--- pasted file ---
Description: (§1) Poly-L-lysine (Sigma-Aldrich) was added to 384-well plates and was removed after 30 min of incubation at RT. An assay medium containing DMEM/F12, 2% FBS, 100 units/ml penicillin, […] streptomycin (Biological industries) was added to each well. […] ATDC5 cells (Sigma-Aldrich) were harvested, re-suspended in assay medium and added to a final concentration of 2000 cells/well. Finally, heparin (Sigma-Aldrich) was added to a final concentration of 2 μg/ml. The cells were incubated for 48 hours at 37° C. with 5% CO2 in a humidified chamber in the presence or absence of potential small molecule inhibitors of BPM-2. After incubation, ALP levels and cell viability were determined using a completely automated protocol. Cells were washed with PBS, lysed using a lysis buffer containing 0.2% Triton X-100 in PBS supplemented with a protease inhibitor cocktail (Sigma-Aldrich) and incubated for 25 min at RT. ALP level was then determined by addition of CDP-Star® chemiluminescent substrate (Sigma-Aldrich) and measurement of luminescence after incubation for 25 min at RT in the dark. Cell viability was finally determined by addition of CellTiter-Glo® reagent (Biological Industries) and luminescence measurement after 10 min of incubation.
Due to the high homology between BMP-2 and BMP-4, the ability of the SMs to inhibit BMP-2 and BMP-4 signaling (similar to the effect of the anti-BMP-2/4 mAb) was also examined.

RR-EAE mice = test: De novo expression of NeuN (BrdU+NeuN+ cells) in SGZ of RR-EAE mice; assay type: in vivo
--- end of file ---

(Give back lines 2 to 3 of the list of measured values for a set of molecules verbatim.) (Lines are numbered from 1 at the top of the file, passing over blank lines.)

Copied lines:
Due to the high homology between BMP-2 and BMP-4, the ability of the SMs to inhibit BMP-2 and BMP-4 signaling (similar to the effect of the anti-BMP-2/4 mAb) was also examined.

RR-EAE mice = test: De novo expression of NeuN (BrdU+NeuN+ cells) in SGZ of RR-EAE mice; assay type: in vivo